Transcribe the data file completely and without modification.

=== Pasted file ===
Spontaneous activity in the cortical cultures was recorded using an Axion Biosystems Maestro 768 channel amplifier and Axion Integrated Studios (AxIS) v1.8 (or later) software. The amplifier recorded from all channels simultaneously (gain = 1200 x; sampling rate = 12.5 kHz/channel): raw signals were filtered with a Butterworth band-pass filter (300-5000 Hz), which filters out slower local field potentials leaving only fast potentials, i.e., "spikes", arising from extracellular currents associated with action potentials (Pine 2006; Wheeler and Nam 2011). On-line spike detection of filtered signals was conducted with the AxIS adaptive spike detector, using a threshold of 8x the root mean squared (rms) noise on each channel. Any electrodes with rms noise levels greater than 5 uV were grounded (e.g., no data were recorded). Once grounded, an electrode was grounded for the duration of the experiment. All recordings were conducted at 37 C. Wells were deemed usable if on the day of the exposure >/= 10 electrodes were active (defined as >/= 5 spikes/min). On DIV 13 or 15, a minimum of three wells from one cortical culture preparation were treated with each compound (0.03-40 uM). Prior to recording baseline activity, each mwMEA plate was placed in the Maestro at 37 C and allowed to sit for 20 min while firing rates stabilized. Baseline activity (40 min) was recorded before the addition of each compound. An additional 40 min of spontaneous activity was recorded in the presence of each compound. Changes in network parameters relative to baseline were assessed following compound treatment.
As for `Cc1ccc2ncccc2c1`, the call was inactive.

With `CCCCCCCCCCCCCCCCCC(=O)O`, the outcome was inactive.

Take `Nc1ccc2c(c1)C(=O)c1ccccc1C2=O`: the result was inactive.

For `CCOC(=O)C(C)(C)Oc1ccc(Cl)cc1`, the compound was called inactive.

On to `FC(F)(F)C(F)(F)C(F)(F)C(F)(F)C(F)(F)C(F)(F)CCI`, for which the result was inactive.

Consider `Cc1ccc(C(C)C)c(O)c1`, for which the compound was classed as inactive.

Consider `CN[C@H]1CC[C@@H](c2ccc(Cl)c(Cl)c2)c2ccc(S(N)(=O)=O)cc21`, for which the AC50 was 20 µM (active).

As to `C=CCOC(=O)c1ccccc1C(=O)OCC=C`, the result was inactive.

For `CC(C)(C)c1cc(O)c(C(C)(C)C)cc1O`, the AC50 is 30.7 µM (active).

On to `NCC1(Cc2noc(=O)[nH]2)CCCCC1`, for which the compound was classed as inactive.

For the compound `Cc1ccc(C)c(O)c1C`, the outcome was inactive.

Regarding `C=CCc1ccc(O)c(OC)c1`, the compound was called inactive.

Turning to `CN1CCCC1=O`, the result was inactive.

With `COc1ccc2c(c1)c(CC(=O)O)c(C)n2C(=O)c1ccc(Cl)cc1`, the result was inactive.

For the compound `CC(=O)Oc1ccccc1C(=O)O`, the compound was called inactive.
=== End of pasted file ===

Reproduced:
Spontaneous activity in the cortical cultures was recorded using an Axion Biosystems Maestro 768 channel amplifier and Axion Integrated Studios (AxIS) v1.8 (or later) software. The amplifier recorded from all channels simultaneously (gain = 1200 x; sampling rate = 12.5 kHz/channel): raw signals were filtered with a Butterworth band-pass filter (300-5000 Hz), which filters out slower local field potentials leaving only fast potentials, i.e., "spikes", arising from extracellular currents associated with action potentials (Pine 2006; Wheeler and Nam 2011). On-line spike detection of filtered signals was conducted with the AxIS adaptive spike detector, using a threshold of 8x the root mean squared (rms) noise on each channel. Any electrodes with rms noise levels greater than 5 uV were grounded (e.g., no data were recorded). Once grounded, an electrode was grounded for the duration of the experiment. All recordings were conducted at 37 C. Wells were deemed usable if on the day of the exposure >/= 10 electrodes were active (defined as >/= 5 spikes/min). On DIV 13 or 15, a minimum of three wells from one cortical culture preparation were treated with each compound (0.03-40 uM). Prior to recording baseline activity, each mwMEA plate was placed in the Maestro at 37 C and allowed to sit for 20 min while firing rates stabilized. Baseline activity (40 min) was recorded before the addition of each compound. An additional 40 min of spontaneous activity was recorded in the presence of each compound. Changes in network parameters relative to baseline were assessed following compound treatment.
As for `Cc1ccc2ncccc2c1`, the call was inactive.

With `CCCCCCCCCCCCCCCCCC(=O)O`, the outcome was inactive.

Take `Nc1ccc2c(c1)C(=O)c1ccccc1C2=O`: the result was inactive.

For `CCOC(=O)C(C)(C)Oc1ccc(Cl)cc1`, the compound was called inactive.

On to `FC(F)(F)C(F)(F)C(F)(F)C(F)(F)C(F)(F)C(F)(F)CCI`, for which the result was inactive.

Consider `Cc1ccc(C(C)C)c(O)c1`, for which the compound was classed as inactive.

Consider `CN[C@H]1CC[C@@H](c2ccc(Cl)c(Cl)c2)c2ccc(S(N)(=O)=O)cc21`, for which the AC50 was 20 µM (active).

As to `C=CCOC(=O)c1ccccc1C(=O)OCC=C`, the result was inactive.

For `CC(C)(C)c1cc(O)c(C(C)(C)C)cc1O`, the AC50 is 30.7 µM (active).

On to `NCC1(Cc2noc(=O)[nH]2)CCCCC1`, for which the compound was classed as inactive.

For the compound `Cc1ccc(C)c(O)c1C`, the outcome was inactive.

Regarding `C=CCc1ccc(O)c(OC)c1`, the compound was called inactive.

Turning to `CN1CCCC1=O`, the result was inactive.

With `COc1ccc2c(c1)c(CC(=O)O)c(C)n2C(=O)c1ccc(Cl)cc1`, the result was inactive.

For the compound `CC(=O)Oc1ccccc1C(=O)O`, the compound was called inactive.